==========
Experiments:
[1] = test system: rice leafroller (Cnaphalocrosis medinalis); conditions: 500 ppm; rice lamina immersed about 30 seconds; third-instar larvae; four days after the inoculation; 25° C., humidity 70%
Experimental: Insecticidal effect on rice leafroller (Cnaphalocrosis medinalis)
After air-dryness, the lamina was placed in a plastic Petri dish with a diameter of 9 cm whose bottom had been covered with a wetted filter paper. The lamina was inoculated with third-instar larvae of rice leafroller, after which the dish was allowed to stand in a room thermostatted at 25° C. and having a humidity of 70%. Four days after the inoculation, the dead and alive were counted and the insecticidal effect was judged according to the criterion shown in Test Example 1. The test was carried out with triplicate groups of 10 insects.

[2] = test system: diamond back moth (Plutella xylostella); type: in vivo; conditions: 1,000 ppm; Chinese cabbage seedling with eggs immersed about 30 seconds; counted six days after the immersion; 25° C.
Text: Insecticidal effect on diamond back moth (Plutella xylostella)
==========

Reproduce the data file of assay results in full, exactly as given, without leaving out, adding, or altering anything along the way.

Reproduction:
Experiments:
[1] = test system: rice leafroller (Cnaphalocrosis medinalis); conditions: 500 ppm; rice lamina immersed about 30 seconds; third-instar larvae; four days after the inoculation; 25° C., humidity 70%
Experimental: Insecticidal effect on rice leafroller (Cnaphalocrosis medinalis)
After air-dryness, the lamina was placed in a plastic Petri dish with a diameter of 9 cm whose bottom had been covered with a wetted filter paper. The lamina was inoculated with third-instar larvae of rice leafroller, after which the dish was allowed to stand in a room thermostatted at 25° C. and having a humidity of 70%. Four days after the inoculation, the dead and alive were counted and the insecticidal effect was judged according to the criterion shown in Test Example 1. The test was carried out with triplicate groups of 10 insects.

[2] = test system: diamond back moth (Plutella xylostella); type: in vivo; conditions: 1,000 ppm; Chinese cabbage seedling with eggs immersed about 30 seconds; counted six days after the immersion; 25° C.
Text: Insecticidal effect on diamond back moth (Plutella xylostella)